Australian Desperately Trying To Free Abducted Chibok Girls

An Australian man has revealed how he is desperately trying to free the 250 kidnapped Nigerian schoolgirls, who were taken on April 14 by Boko Haram terrorists.

Dr Stephen Davis left his home in Perth to travel to the African country after being recruited by the country’s president for his hostage negotiation expertise.

The girls were taken in a raid on their school in Chibok, in Nigeria’s north-east, by the violent group who want to impose Sharia law on the country.

Dr Davis, a friend of The Archbishop of Canterbury Justin Welby, has been working secretly in Nigeria for almost a month now.

The former Canon Emeritus at Coventry Cathedral in the UK, who moved back to Australia last year, told MailOnline: “I am encouraged by the progress.”

He was asked to come to Nigeria after previously brokering a truce between violent rebels and the government in the Niger Delta in 2004.

Along with Mr Welby, he was frequently blindfolded and held at gunpoint during his peace work.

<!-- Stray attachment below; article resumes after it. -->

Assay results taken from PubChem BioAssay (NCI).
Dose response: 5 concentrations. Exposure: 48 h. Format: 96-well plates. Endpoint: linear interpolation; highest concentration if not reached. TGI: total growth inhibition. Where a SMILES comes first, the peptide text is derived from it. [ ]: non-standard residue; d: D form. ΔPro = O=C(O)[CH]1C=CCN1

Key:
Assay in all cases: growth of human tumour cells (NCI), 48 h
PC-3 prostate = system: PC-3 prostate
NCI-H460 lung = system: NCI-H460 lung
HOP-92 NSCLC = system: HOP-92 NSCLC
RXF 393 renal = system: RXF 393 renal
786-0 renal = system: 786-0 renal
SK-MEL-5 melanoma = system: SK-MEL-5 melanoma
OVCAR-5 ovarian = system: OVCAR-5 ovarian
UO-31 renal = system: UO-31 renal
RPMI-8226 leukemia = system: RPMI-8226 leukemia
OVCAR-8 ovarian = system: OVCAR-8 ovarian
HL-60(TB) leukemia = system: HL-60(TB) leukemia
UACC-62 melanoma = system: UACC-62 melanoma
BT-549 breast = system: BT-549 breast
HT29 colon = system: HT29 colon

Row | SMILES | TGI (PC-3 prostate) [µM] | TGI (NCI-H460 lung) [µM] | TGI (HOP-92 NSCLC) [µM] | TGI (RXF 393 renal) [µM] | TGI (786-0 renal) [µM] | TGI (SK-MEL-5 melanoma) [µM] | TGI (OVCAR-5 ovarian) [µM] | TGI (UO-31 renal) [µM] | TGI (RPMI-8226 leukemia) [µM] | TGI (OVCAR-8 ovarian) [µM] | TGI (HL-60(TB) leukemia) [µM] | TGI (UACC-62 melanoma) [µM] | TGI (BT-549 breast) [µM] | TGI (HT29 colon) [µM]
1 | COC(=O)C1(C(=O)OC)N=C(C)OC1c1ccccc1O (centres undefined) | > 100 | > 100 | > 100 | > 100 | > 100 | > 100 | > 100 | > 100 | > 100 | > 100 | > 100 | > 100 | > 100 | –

In an email from Nigeria, the Doctor revealed he has had “ongoing contact” with the groups involved in the kidnapping in Nigeria’s north for seven years.

“This is a long process of building trust on both sides,” he said.

“There are several groups to deal with as the girls are held in several camps. This makes any thought of a rescue highly improbable. To attempt to rescue one group would only endanger the others.”

Despite the difficulties of a rescue operation, Dr Davis remains hopeful that the schoolgirls will be freed.

“Every day there is the possibility of the release of the girls,” he revealed.

“This is painful for the parents and the nation. The well-being of the girls is constantly on our minds and we want to see their release as soon as possible.”

However, he warned: “We must not endanger their lives any further.”

Speaking about his recent negotiation work, he explained he has been to forward military position in the northeast of Nigeria in recent days.

He believes “the troops and their field commanders are doing all that can be done at this point”.

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